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Go Dawgs!
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Beautiful color!
 

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Ich liebe mein BMW
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Congrats! Hope for more pics from your travels!
 

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Leave gun. Take Canoli.
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Congrats!! :thumbup: Now you know you must post more pics since you are one of the few M2 ED's so far. Where are you headed to?
 

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Congrats!

I am picking up my M2 in Munich in October.

How do you like the LBB color? Does it get a lot of attention?

I am having a hard time choosing between a LBB or AW M2. I like the LBB but I worried I might get tired of the color after a year or two. Not sure. I previously owned an AW M3 but sometimes I want a different color but my conservative side in me says go AW. Agh. What to do.. What to do..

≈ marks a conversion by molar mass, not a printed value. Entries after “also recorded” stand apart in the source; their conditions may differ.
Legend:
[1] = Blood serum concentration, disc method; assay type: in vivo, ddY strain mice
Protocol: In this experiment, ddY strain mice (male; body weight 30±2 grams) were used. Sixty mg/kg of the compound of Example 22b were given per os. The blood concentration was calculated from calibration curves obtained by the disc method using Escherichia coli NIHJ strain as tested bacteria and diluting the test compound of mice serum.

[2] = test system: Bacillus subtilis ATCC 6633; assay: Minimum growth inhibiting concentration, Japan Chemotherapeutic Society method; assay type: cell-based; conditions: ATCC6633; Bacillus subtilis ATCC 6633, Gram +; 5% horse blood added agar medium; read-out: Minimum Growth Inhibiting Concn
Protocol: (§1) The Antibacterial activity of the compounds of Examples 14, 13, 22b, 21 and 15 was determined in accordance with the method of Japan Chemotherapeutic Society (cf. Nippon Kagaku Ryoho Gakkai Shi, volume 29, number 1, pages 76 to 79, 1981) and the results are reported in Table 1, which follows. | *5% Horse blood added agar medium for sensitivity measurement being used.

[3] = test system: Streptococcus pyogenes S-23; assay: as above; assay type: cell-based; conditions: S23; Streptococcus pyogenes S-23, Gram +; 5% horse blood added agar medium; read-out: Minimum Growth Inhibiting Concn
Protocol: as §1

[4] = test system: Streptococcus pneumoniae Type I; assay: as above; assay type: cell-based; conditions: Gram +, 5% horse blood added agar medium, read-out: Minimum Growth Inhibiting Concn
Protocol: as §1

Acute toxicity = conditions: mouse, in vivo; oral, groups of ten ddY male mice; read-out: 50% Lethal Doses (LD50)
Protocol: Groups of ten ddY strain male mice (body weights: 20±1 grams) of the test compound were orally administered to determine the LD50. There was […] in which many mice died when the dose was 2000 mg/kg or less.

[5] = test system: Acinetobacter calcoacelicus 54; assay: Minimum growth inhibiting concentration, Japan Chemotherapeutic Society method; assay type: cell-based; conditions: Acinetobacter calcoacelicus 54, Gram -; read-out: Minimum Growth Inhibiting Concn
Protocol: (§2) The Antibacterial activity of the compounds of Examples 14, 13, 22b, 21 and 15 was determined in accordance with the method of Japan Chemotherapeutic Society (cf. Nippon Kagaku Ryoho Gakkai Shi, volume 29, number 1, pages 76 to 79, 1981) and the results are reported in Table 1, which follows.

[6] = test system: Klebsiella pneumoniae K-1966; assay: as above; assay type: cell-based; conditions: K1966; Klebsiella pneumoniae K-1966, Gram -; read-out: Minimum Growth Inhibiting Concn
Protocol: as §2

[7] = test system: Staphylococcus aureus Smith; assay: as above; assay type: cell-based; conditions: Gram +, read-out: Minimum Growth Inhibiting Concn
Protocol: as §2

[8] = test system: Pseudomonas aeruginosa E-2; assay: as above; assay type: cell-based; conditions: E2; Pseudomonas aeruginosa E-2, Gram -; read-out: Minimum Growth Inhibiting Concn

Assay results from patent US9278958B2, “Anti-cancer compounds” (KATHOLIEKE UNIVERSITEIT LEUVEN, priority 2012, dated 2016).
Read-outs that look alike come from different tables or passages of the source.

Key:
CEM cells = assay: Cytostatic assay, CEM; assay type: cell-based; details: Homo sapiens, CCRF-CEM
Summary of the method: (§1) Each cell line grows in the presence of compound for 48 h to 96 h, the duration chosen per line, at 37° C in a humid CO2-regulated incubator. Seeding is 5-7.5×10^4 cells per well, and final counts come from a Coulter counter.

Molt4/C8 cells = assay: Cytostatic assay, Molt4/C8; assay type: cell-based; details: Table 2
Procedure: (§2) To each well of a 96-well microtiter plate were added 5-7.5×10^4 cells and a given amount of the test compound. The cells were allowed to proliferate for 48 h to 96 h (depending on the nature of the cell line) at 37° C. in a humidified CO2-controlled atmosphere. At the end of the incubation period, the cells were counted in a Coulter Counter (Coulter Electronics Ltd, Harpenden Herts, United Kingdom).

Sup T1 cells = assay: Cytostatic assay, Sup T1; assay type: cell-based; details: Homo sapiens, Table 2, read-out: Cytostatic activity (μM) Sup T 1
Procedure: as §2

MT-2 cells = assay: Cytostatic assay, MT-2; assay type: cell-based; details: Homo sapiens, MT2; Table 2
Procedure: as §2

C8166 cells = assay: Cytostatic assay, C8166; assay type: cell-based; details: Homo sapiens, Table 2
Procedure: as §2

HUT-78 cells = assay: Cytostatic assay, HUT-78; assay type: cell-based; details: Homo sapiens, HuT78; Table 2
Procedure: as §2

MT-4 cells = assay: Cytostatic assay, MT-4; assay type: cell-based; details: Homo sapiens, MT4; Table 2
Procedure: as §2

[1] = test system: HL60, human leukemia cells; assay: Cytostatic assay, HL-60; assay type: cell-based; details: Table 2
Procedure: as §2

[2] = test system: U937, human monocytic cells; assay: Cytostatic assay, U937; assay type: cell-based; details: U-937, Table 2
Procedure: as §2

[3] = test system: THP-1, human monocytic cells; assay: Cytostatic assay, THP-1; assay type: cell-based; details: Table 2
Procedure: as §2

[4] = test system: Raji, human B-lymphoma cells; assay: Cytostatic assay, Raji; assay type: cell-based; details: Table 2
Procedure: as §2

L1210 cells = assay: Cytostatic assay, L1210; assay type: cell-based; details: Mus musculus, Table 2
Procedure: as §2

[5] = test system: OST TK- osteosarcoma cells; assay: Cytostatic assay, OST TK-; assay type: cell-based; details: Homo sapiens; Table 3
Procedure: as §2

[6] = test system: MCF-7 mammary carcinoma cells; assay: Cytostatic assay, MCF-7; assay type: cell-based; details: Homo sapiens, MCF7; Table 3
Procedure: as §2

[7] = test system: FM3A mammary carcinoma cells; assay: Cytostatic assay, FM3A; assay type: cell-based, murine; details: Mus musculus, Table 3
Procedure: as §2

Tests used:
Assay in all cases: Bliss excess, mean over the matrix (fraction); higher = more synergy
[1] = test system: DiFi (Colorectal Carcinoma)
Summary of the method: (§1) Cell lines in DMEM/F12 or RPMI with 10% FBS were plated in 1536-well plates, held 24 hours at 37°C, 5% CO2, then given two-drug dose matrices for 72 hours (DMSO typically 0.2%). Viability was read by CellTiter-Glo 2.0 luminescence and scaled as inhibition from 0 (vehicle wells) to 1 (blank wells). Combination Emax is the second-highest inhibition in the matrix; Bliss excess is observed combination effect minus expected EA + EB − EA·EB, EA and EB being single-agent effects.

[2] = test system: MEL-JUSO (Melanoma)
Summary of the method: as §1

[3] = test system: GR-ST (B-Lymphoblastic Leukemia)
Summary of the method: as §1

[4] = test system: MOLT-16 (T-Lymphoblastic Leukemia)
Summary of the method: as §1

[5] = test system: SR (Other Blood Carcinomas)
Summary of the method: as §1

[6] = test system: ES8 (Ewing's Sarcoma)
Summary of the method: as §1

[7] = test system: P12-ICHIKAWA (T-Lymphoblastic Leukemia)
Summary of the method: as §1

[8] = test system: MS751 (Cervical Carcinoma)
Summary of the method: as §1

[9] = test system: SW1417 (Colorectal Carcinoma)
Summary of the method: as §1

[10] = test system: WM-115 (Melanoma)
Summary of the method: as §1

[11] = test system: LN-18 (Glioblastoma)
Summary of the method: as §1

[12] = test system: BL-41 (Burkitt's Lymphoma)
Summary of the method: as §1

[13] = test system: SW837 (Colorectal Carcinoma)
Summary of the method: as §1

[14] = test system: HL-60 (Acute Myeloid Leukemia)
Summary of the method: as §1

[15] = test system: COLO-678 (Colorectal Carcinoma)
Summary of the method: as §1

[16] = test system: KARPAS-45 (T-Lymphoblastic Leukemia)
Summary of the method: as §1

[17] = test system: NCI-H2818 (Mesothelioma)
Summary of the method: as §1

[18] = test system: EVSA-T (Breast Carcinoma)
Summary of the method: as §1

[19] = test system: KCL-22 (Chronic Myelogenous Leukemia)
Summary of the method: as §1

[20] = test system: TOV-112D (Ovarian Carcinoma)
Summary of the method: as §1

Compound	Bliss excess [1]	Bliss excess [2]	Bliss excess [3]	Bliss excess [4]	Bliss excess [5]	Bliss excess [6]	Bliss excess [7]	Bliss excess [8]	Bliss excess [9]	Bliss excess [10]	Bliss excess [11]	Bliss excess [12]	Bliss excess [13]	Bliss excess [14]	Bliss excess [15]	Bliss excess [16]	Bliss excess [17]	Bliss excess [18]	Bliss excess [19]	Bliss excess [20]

Right now I have the order in as LBB.
 

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Discussion Starter #7
My planned route is: Salzburg - Prague - Nuremberg - Cologne - Amsterdam. Spending a couple of days in Prague and Amsterdam.

I don't know if it was the LBB or not but had a lot of attention departing the Welt with big crowd taking photos and cheering. Weather has been bad in Munich and haven't been able to see the color in the sunlight yet but I like it so far and it seems to me its actually a fairly conservative blue though not so much as a dark blue would be.
 

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Very nice!
 

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Can has cheezburger
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Congrats! She is pretty.

Enjoy your trip and post more pics please!